Con artists played by Michael Caine and Steve Martin chose the glitzy French Riviera to find their victims in the classic film Dirty Rotten Scoundrels.
And now glamorous fraudsters from France are using the lure of luxury to dupe British businesses.
Anna McKay heads one of them. She was thrilled to receive a £44,000 order in May from a chic French hotel chain after a desperately worrying start to the year.
Riviera cons: Michael Caine and Steve Martin star in the film Dirty Rotten Scoundrels
Anna runs Suffolk-based Zeez, which makes electronic devices that aid sleep.
A few months earlier, she was approached by a glamorous French woman at London’s ExCeL exhibition centre.
Anna, 63, says: ‘She was very sophisticated, intelligent and dressed head-to-toe in couture. She said she was a hotel consultant, and thought we had one of the best products in the show.’
Anna later received an email full of price requests, supposedly from Alain Boivert, chief financial officer of Hotels & Casino de Deauville, part of the Barriere Group.
Anna says: ‘I spoke by telephone to the gentleman who had sent the email, and he mentioned his consultant had talked to us. He suggested trialling our product in one of the Barriere hotels.’
In June she received a purchase order for goods totalling €48,200 (£43,390) and was told she would need to supply the goods on credit terms, meaning payment would be made 14 days after delivery.
To ensure she was protected she contacted UK Export Finance (UKEF), the UK’s export credit agency and a government department, which, after running checks, offered to insure the deal.
She says: ‘It added legitimacy to the whole thing.’
But days away from dispatch, Anna was having doubts. ‘It was little things,’ she says. ‘Whenever I phoned, I often got through easily. It felt improbable he was rarely in a meeting or on another call.
‘Then, at the last minute, he changed the delivery address to a nondescript Paris warehouse.’
Anna called Barriere and asked to speak to Alain. When he called back he sounded nothing like the man she had been dealing with, so she realised it was a scam.
She says: ‘They were exactly the kind of high-end business partner we were looking for, and we were sucked in. It’s heart-breaking.’
Billionaires paradise: The Marina in St Tropez on the French Riviera where the scammers claim to be based
Initially, Anna was asked to send product samples to the hotel chain’s quality control department. When Money Mail visited the address given, it was an apartment block on a council estate.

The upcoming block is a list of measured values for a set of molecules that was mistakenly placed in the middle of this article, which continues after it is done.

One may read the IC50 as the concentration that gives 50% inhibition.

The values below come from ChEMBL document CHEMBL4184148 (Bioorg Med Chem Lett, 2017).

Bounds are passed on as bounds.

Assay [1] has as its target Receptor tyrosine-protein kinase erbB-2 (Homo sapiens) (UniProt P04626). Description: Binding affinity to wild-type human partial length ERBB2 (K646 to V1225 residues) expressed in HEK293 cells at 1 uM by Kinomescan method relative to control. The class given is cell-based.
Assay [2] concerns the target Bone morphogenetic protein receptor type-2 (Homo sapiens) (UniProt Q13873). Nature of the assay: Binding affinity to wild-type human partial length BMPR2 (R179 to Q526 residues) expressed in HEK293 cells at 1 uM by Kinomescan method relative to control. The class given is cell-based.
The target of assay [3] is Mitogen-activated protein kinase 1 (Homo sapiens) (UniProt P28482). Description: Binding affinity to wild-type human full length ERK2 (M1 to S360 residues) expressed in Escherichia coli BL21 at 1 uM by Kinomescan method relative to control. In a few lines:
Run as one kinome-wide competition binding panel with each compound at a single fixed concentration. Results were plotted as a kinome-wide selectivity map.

And the address Anna was told to dispatch her order to was a storage unit that was rented for just a month to a client who paid cash — and has now vanished.
Fortunately, Anna’s firm didn’t lose its stock, but it is still thousands of pounds out of pocket after making the Zeez devices.
Other small UK firms have been targeted in near-identical cons. London-based Room Service Supplies was close to concluding a deal when it realised it was being scammed.
Firm director Nigel Booth, 65, says: ‘We had about £50,000 worth of face masks in stock and were on the brink of buying more to fulfil a £102,000 order from what looked like a legitimate French firm.’
Nigel had been contacted by a fraudster calling himself Christian Callejon, who said he was a buyer at French distribution firm, SCD.
But when Nigel asked a relative in France to call SCD to check, it said this was nothing to do with them.
The fraudsters had cloned its website. Nigel says: ‘I felt sick. If we’d gone through with this deal it would have finished us.’
Iconic Interiors in Nether Alderley, Cheshire, was also approached by ‘Christian Callejon’.
He wanted to order £100,000 worth of Italian marble tables. MD Mark Holdsworth, 50, says: ‘I had a lucky escape. I got as far as arranging transport but got cold feet.’
All the firms targeted are listed on hotel-suppliers.com which has warned clients of the cons.
UKEF told Money Mail that it relies on information provided by exporters, lacks the powers to detect crime and is not involved in contract negotiations.
A spokesman says: ‘UKEF works closely with exporters… and urges them to remain vigilant to the threats of financial crime.’
Additional reporting: Rory Mulholland